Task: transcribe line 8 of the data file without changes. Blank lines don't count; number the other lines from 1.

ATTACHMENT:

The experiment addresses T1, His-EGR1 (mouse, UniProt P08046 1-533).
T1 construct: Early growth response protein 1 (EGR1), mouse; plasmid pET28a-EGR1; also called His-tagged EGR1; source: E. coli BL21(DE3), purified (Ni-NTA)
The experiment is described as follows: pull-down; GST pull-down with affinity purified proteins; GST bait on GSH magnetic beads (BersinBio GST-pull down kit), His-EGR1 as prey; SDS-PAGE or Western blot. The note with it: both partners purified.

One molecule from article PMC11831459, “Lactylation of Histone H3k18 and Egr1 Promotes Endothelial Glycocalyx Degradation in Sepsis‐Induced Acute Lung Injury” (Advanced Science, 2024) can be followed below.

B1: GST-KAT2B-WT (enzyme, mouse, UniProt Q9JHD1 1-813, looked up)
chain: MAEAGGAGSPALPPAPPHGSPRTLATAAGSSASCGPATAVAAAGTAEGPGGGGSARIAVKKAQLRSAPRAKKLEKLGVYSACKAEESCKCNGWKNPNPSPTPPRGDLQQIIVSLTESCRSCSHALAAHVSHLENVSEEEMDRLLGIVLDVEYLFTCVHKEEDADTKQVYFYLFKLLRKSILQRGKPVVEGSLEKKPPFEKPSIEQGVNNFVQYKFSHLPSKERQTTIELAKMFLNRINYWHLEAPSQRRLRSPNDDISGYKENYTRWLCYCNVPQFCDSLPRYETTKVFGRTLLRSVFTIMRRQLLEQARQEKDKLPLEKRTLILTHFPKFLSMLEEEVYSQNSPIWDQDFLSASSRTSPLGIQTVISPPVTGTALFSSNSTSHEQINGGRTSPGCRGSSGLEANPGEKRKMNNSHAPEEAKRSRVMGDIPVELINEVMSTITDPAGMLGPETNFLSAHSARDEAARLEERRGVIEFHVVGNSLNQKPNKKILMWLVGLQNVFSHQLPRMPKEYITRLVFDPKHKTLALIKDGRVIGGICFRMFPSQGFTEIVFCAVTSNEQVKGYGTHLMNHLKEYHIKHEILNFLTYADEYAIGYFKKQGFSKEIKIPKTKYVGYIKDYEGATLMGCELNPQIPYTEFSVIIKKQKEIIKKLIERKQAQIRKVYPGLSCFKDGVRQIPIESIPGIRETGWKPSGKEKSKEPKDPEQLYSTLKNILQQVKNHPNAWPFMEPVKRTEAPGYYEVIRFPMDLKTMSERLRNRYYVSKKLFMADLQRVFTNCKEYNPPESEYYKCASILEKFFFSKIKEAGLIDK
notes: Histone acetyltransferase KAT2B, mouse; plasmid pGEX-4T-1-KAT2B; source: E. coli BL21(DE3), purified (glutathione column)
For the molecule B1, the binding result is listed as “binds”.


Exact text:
For the molecule B1, the binding result is listed as “binds”.